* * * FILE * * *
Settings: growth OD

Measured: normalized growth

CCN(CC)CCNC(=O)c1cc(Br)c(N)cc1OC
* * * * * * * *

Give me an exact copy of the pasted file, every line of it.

Settings: growth OD

Measured: normalized growth

CCN(CC)CCNC(=O)c1cc(Br)c(N)cc1OC